The yearling female snowy owl rescued with signs of emaciation and having difficulty flying after a seagull meal near 11th and John is making a fast recovery and should be ready for release sometime in the next two weeks.
Here is an update from the Sarvey Wildlife Center via the Union Bay Watch blog:
Suzanne says the CH Snowy was picked up because its tail was not functioning properly and the bird was very, very thin. She has been hydrated, fed and X-rayed, the Snowy not Suzanne. The X-rays show no spinal damage and for the first time since her rescue she has fanned her tail feathers. This is a positive sign that the tail is going to be OK. The Snowy’s weight has remained stable since the rescue so she is eating.
Suzanne says there is a requirement that, whenever feasible, rescued creatures are released within 10 miles of where they were found. The time and location of the Snowy’s release is not yet known, however I hope to be able to provide photo and video coverage of the event.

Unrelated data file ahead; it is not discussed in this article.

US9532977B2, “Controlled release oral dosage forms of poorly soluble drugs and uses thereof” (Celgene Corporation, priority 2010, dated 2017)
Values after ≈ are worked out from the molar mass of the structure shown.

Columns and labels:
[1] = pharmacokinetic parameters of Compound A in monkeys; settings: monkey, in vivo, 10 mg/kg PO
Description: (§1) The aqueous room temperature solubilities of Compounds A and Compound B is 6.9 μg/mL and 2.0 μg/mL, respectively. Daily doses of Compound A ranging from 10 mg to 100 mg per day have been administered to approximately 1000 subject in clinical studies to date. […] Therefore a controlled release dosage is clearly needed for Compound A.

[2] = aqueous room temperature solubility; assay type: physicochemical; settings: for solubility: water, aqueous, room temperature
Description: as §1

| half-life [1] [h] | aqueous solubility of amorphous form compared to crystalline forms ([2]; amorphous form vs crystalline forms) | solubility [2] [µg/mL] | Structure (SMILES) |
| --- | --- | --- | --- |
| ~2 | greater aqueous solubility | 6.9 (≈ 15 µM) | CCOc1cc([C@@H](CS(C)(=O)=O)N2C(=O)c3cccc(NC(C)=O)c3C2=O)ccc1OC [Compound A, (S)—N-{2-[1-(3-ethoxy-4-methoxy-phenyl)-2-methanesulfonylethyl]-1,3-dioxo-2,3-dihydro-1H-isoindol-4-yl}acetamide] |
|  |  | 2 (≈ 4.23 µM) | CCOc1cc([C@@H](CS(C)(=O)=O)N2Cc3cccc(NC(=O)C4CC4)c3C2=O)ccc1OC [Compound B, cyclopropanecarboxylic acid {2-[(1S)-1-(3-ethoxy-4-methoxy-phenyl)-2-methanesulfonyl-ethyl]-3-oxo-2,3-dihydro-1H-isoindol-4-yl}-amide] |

CHS Aviary writer Melissa Koosmann also shared some of her thoughts on the owl’s presence on Capitol Hill.
Snowy owls are more or less nomadic at this time of year. They probably base their movements on food availability, but biologists don’t fully understand how they make decisions about where to go, or when. They usually hang out in semi-wooded areas in Canada and the northern US, but they occasionally range as far south as Texas. I can tell you that this owl is likely a young one. Older owls stay in the arctic year-round, but the younger owls aren’t skilled enough hunters to live through the arctic winter.
Thanks to commenter ebbtide for sharing pictures of what was likely the same owl being harassed by crows earlier near Malden and E Republican.